The No Surprises Act represents a rare bipartisan moment for Congress and a long-needed safeguard for patients that will reorient relationships among payers and providers.
Compromise over ending surprise billing had consistently hit a deadlock as providers, payers, and patient groups found themselves at odds over mechanisms to resolve payment. The COVID-19 pandemic, however, accelerated legislative action on health care proposals, leading to the last-minute passage of the No Surprises Act at the end of 2020. The law marks a rare bipartisan success that promises to secure patient protections while also adding price transparency tools. Importantly, it creates an independent dispute resolution process that balances the demands of payers and providers in negotiating surprise billing. While the cost implications of this process will not be known until after implementation in 2022, it creates a template for states to emulate. Furthermore, it will reorient the relationships among payers and provider groups that have historically relied on out-of-network billing. This new competitive reality is an important step for consumer financial protection in health care.
Am J Manag Care. 2021;27(8):e248-e250. https://doi.org/10.37765/ajmc.2021.88717
Starting in January 2022, patients will enjoy protections against surprise billing, as well as new price transparency tools.
As 2020 came to a close, the 116th Congress raced to address the economic fallout of the COVID-19 pandemic, passing a $2.3 trillion omnibus spending bill. This nearly 5600-page bill provided $900 billion in stimulus spending, with coronavirus economic relief and government funding for the fiscal year, along with numerous provisions on long-controversial issues. This included the No Surprises Act, which will protect consumers from surprise medical bills beginning January 1, 2022. The act represents a rare bipartisan breakthrough with important implications for patients, physician practices, and health plans.
Need for Federal Action
Surprise billing represents a health care market failure wherein patients receive out-of-network services from physicians whom they did not knowingly choose. This often occurs in emergency situations and when patients are at an in-network facility where some physicians or laboratory services are not in the same networks as the facility. In such cases, the out-of-network physician bills their full charges to the patient’s insurer, then bills the patient directly for any remaining balance between the charge and allowed amount. Surprise billing is exceptionally difficult to avoid even for the most assiduous of consumers, as 1 in 5 elective surgeries at an in-network facility with an in-network lead surgeon involve an out-of-network charge.1 National attention has focused in on the issue as headlines touted eye-popping sums charged to patients, like a $117,000 surprise bill from assistant surgeons.2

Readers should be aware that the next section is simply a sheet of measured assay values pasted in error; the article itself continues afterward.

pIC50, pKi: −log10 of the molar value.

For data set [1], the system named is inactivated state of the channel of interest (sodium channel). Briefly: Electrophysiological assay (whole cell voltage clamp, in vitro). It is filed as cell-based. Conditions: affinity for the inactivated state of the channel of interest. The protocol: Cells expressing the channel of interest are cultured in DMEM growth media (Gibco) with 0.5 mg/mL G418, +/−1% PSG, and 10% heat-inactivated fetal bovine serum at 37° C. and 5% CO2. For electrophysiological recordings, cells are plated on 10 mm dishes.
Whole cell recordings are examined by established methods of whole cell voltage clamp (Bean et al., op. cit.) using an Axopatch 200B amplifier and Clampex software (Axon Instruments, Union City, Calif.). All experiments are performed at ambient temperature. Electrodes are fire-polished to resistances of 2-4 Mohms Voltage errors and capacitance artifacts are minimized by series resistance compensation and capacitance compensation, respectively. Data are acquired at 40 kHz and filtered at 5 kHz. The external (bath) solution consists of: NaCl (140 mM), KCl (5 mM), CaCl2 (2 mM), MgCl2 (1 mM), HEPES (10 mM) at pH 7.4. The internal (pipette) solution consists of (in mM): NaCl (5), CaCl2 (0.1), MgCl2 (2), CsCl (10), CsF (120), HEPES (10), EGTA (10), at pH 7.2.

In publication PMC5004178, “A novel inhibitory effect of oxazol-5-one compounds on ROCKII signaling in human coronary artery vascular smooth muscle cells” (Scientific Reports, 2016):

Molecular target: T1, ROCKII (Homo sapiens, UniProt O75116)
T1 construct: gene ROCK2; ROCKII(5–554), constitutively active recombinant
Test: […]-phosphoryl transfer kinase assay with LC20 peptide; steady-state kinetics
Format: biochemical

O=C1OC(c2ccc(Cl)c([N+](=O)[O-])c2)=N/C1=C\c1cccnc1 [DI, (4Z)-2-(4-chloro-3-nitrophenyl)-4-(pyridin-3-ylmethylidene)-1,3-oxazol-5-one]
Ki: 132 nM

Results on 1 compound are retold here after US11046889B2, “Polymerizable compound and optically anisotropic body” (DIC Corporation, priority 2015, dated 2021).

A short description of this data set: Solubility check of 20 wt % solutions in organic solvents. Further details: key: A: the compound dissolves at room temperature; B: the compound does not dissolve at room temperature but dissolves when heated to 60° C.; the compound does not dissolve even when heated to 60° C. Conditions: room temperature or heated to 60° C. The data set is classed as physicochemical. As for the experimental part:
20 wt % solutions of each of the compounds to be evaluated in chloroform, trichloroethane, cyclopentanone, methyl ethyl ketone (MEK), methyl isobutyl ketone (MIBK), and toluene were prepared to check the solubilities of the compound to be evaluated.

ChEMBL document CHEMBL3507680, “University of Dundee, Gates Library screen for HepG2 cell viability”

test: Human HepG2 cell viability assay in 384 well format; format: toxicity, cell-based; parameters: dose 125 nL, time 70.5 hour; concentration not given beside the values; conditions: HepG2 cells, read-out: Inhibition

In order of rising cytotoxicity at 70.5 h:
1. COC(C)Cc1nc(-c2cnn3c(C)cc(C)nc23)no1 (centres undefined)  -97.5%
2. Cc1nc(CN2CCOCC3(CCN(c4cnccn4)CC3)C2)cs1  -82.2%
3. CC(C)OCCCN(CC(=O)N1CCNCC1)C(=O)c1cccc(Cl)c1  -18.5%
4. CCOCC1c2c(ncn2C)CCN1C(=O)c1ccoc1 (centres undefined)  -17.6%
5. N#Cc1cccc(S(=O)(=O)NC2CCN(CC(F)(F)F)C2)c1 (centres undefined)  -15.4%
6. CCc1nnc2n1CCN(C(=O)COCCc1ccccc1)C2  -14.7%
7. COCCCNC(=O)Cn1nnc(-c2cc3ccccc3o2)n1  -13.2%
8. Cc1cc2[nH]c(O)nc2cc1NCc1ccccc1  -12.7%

Federal legislation to address surprise billing had been under debate for 2 years, with a half dozen bills introduced in the congressional term. Compromise was hampered by competing interests among physicians, payers, consumer advocates, and hospitals, as well as high-stakes lobbying campaigns by private equity–backed groups in 2019.3 By 2020, the White House had to step into the fray and threatened to intervene if Congress made no action by 2021.
Congress faced pressure from constituents: 78% of those polled in 2020 supported federal legislation against surprise medical bills.4 One in 6 commercially insured adults had an unexpected out-of-network physician bill, and two-thirds worried about affording these unexpected expenses. Broader trends may exacerbate surprise billing, with narrow-network plans becoming more prevalent and the COVID-19 pandemic creating new medical needs.5
The No Surprises Act bans surprise billing in a range of scenarios, including for emergency services delivered by out-of-network providers or facilities, as well as for nonemergency services provided by out-of-network providers at in-network facilities and for which patients do not consent. Patients are protected from additional charges beyond their insurer’s in-network cost-sharing requirement, and providers are banned from billing for any higher amounts.
Physicians and consumer protection advocates will also be glad to see the use of consent waivers in the No Surprises Act. Elective out-of-network physicians can seek advance written consent from patients that then allows them to send balance bills. This enables patients to knowingly seek treatment from an out-of-network physician and bear the additional cost, having been provided a good-faith estimate of the costs of the services. With this provision, the No Surprises Act does not limit informed contracting between physicians and patients.
In a move for greater health care cost transparency, both payers and providers will be responsible for ensuring that patients have adequate price information. Providers must submit to health plans a good-faith estimated amount of billing and service codes for all expected services prior to the event, and health plans must in turn provide enrollees with an “Advanced Explanation of Benefits” prior to scheduled care or upon request. Payers must periodically ensure that their provider directories are current and have 1 business day to respond to enrollees’ inquiries about a provider’s network status. Researchers will also have access to better cost data, as the act authorizes grants to states to establish or improve their All-Payer Claims Databases.
The most contentious aspect of regulating surprise billing has been settling payment amounts between insurers and out-of-network physicians. Certain emergency and facility-based physician groups have benefited financially from staying out of network and recouping high charges via surprise bills, and they have resisted legislative attempts to stem out-of-network billing. As a result, they have advocated to continue tying out-of-network payments to billed charges. They have also favored arbitration approaches that allow for payment flexibility based on the facts of each case, like a physician’s expertise or patient’s condition.